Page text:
“The people you love, they are the only people that can hurt you.”
When guys want some solace and away time from their spouses and loved ones, they sometimes go to the golf course. Sometimes they go to a man cave. If they are really well off, they go to a posh upscale loft. Five insanely successful friends Vincent (Karl Urban), Chris (James Marsden), Luke (Wentworth Miller), Marty (Eric Stonestreet), and Philip (Matthias Schoenaerts) share what is essentially an underground bunker (except it’s above sea level) in The Loft. Here, any getaways, fantasies, and infidelities are not just possible, they are encouraged.
All that is needed are keys, and only the five friends have possession of them. The loft is a welcome addition to their lives until one day a woman turns up dead in the secluded space. The questions and tensions begin to come to the forefront. The police cannot get involved, because everything will be lost if so. Who is the woman? Who let her in, or how did she get in? The only fact? With just five keys in existence, someone—maybe everyone—in the group is withholding information.
The Loft, to yours truly, is like an amalgamation of Wild Things with a hefty dash of the classic board game Clue. As of this writing, it currently sits at 0% on the ever-popular Rotten Tomatoes. Is it that horrid? Not to myself at least, but this is hardly an great entry into the thriller genre, either. Much worse can be found in the genre though.
Crazy enough, this movie is actually a remake of a 2008 movie known simply as Loft. Okay, that may not be crazy, but what sort of is happens to be that the exact same director is attached to both. Erik Van Looy does make a competent looking remake with a sort of glossy, metallic, and artificial feel, which does align with the tone of the movie. Still, nothing here overtly stands out as eye-popping.
With the premise of The Loft—jilted lovers, infidelity, and the high life—it isn’t hard to imagine an alternate universe where the story is carried out with a film noir approach. In this present universe however, the movie is carried out through a mix of flashbacks and returns to the present day. Though this may sound disjointed, it is actually fairly cohesive and does give some needed back-story. With that said, it does get repetitive, even comical to a point because they all happen in similar fashion. All of the flashbacks are initialized by some guy talking and then the camera focusing on him in close-up before jumping into it, or the camera closes in on one of the characters “attached” to the impending flashback while another guy talks for a few seconds before it.
For about a half, maybe two thirds, the film possesses solid pacing, a desire to see the mystery solved, and a nice steady reveal of its hand. But eventually, everything that can be thrown at the wall is done so in rapid succession. And “everything” just means an euphemism for twists. The twists are a mixed bag; none are WHOA that was good! but they are accepted, while others, the “grander” ones if you will, fail substantially for two reasons:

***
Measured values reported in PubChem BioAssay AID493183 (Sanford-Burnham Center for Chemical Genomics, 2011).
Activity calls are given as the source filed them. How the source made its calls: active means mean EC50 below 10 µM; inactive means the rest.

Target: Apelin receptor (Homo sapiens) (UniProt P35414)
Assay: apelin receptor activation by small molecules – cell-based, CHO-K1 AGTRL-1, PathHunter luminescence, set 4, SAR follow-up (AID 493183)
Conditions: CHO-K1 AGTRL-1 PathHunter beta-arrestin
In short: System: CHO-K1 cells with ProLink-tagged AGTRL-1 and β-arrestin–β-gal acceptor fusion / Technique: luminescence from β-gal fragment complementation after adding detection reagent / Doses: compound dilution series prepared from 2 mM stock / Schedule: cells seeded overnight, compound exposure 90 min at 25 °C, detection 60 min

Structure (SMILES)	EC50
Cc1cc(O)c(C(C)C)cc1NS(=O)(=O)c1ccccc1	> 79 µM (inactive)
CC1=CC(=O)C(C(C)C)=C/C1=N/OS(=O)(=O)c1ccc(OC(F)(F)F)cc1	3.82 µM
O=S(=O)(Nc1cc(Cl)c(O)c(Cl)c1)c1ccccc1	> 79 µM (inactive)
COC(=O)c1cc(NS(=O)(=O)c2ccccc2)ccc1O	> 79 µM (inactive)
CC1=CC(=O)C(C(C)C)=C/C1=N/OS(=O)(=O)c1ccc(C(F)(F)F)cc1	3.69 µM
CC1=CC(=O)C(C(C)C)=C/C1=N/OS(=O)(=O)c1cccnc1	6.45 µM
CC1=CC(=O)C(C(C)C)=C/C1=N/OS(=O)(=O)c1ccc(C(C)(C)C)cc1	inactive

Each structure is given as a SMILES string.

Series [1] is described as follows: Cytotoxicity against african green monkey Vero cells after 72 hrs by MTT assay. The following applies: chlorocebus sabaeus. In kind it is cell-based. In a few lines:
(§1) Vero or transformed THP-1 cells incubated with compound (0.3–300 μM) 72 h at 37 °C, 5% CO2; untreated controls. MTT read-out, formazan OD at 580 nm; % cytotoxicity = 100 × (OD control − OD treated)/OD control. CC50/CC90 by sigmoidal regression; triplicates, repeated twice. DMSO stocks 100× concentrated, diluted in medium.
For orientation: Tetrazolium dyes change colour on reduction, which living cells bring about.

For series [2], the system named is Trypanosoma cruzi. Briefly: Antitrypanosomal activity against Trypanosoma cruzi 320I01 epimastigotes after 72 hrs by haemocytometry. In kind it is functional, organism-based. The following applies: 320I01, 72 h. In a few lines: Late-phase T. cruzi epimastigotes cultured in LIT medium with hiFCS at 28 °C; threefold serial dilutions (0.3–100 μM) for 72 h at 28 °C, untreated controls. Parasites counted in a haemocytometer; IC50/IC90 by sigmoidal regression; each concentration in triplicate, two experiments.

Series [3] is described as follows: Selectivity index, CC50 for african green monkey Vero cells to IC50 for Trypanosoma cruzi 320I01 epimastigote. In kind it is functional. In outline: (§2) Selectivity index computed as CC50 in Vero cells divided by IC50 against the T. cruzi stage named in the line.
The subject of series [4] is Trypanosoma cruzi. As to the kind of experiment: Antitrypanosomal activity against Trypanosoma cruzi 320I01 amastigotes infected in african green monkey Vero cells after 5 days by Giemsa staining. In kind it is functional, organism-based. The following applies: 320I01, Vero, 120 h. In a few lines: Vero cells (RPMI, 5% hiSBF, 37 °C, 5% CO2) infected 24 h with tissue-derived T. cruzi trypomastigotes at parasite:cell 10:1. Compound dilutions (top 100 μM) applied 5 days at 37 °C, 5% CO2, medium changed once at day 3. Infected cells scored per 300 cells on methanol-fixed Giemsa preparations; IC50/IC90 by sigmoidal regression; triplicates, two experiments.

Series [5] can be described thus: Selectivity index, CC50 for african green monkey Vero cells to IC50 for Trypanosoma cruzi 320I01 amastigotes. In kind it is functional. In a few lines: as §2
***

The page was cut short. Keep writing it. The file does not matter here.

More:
1. There are a tad too many of them, to the point that it may have been better to be more conventional.
2. There is little to no care as to what happens to these characters after the twists, whether big twists or small ones.
Two is the main reason why the twists carry little impact. No one here is written strongly enough to get invested in their well-being. All are spoiled douchebags and/or even monsters who care for little else than themselves and their pleasure. It isn’t a huge issue early on, but as the movie continues and the events begin to paint characters as fully bad or slightly-bad people, it is difficult to feel anything for them.
With that known, the actors who comprise the five buds generally perform at a respectable level, some stronger than others. Karl Urban is a favorite of yours truly, and the man needs more work. He is good here as the cool, composed, and arrogant de facto leader. It isn’t a particularly deep character (no one is here), but his role in particular is fun to watch. James Marsden is James Marsden, fine but sort of wooden here and there, and Matthias Schoenaerts, who appeared in the original, is one note because his role calls for it.
The real surprises/oddities are Wentworth Miller and Eric Stonestreet. Miller may not be terrible but the facial expressions and delivery of spoken word are a bit suspect, and Stonestreet, known for playing a gay man on Modern Family, is far from it here as an over-the-top male chauvinist. But again, no one here is written with a lot of depth, and that includes the females. They are either uptight black/brunette-haired spouses, or blonde sexpots.
Nothing about The Loft inspires a must-watch now in theaters, or a rewatch. But it is a halfway decent, somewhat entertaining whodunit. Lofty expectations need not apply here.
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